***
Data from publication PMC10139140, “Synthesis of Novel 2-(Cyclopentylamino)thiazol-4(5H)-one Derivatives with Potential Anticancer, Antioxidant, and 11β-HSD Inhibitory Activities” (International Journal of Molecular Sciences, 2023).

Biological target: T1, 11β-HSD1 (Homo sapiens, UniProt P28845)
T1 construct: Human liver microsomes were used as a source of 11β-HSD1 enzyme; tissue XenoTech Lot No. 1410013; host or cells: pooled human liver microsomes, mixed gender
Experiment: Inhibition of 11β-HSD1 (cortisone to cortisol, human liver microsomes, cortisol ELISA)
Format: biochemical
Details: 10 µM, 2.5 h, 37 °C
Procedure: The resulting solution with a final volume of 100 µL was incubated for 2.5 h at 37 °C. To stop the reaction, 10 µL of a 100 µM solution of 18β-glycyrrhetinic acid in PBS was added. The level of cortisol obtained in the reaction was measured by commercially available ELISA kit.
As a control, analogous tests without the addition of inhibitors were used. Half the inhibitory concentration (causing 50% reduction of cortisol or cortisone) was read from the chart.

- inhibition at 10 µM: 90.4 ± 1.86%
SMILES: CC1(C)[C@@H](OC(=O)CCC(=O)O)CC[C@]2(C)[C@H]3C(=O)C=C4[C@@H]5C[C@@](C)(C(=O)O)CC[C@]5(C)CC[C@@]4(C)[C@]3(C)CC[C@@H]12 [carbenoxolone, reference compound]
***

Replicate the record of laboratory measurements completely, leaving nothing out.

Data from publication PMC10139140, “Synthesis of Novel 2-(Cyclopentylamino)thiazol-4(5H)-one Derivatives with Potential Anticancer, Antioxidant, and 11β-HSD Inhibitory Activities” (International Journal of Molecular Sciences, 2023).

Biological target: T1, 11β-HSD1 (Homo sapiens, UniProt P28845)
T1 construct: Human liver microsomes were used as a source of 11β-HSD1 enzyme; tissue XenoTech Lot No. 1410013; host or cells: pooled human liver microsomes, mixed gender
Experiment: Inhibition of 11β-HSD1 (cortisone to cortisol, human liver microsomes, cortisol ELISA)
Format: biochemical
Details: 10 µM, 2.5 h, 37 °C
Procedure: The resulting solution with a final volume of 100 µL was incubated for 2.5 h at 37 °C. To stop the reaction, 10 µL of a 100 µM solution of 18β-glycyrrhetinic acid in PBS was added. The level of cortisol obtained in the reaction was measured by commercially available ELISA kit.
As a control, analogous tests without the addition of inhibitors were used. Half the inhibitory concentration (causing 50% reduction of cortisol or cortisone) was read from the chart.

- inhibition at 10 µM: 90.4 ± 1.86%
SMILES: CC1(C)[C@@H](OC(=O)CCC(=O)O)CC[C@]2(C)[C@H]3C(=O)C=C4[C@@H]5C[C@@](C)(C(=O)O)CC[C@]5(C)CC[C@@]4(C)[C@]3(C)CC[C@@H]12 [carbenoxolone, reference compound]